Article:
You are paying for other people's cell phones

FCC now looking deeper into the issue

WEST PALM BEACH, Fla. - Federal watchdogs are looking into how many people may be taking advantage of a phone program to help the poor.

Take a look at your cell phone bill and search for what is called the 'Universal Service Charge'.

Americans pay an average of $2.50 per month per household to fund a number of subsidized communications programs, such as 'Lifeline'. The programs are supposed to put cell phones in the hands of low-income people so those people are not cut off from jobs, families and emergency services.

"I wasn't even aware that I was paying that charge to everyone each month," said Lisa Van Dyne of Palm Beach County.

That surprising situation is topped only by another cell phone bill surprise. Many of those so-called 'low income' subscribers may not be able to prove to the Federal Communications Commission that they are, in fact, 'low income'.

The FCC recently reviewed its top five carriers offering 'Lifeline' support. The findings from those reports were recently published by the Wall Street Journal. The publication uncovered that 41 percent - or nearly 2.5 million subscribers - could not actually prove they were eligible for the program.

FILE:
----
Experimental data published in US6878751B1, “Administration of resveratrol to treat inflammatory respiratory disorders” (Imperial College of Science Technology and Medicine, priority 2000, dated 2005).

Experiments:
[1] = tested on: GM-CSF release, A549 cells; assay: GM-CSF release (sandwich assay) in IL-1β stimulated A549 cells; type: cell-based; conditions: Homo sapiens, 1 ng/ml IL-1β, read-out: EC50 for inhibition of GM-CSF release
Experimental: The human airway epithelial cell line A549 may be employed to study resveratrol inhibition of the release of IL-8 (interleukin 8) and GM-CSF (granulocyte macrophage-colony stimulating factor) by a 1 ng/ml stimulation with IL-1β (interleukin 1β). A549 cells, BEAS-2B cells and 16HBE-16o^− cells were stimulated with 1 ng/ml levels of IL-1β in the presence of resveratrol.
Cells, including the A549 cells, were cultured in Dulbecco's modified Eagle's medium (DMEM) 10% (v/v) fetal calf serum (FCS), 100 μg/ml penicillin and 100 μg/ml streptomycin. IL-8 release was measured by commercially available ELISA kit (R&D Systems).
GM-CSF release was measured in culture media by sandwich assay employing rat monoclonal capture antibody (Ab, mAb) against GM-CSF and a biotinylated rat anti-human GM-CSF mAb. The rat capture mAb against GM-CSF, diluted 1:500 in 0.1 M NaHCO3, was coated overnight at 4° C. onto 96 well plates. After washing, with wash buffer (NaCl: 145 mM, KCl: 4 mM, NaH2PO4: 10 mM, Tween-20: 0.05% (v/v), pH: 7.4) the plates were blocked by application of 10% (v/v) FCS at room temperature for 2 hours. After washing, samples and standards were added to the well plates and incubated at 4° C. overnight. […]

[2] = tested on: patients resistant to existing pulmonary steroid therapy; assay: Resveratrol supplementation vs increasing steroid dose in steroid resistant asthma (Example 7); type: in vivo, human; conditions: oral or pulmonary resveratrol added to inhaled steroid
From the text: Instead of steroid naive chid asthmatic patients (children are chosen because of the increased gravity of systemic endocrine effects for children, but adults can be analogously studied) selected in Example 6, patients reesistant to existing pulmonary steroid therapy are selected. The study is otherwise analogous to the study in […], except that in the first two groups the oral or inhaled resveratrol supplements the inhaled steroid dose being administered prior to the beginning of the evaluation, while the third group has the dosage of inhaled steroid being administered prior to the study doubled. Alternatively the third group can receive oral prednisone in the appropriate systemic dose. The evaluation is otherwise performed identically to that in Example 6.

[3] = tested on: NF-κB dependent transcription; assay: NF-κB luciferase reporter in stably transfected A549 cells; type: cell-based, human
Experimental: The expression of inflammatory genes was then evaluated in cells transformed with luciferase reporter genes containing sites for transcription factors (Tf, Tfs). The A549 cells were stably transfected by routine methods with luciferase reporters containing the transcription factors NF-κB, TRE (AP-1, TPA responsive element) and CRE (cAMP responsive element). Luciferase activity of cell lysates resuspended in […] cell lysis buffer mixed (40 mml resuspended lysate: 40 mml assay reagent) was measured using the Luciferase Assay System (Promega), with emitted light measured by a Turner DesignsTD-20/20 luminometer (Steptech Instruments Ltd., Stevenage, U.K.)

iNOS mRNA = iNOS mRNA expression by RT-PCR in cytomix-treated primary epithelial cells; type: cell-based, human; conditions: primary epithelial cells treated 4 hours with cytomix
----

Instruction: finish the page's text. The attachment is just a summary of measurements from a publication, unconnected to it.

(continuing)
Many of the $2.2 billion dollars paid into this program may not even be going to people who needed it, according to the Wall Street Journal. "If I have to pay 130 dollars a month, everybody else should have to pay their bills as well," said Van Dyne.

The Wall Street Journal reports that the rules are changing to help combat misuse of your money. The FCC will now fine a carrier up to $150,000 each time the carrier does not confirm the eligibility of its so-called 'low income' subscribers.

The process must now be conducted each year.

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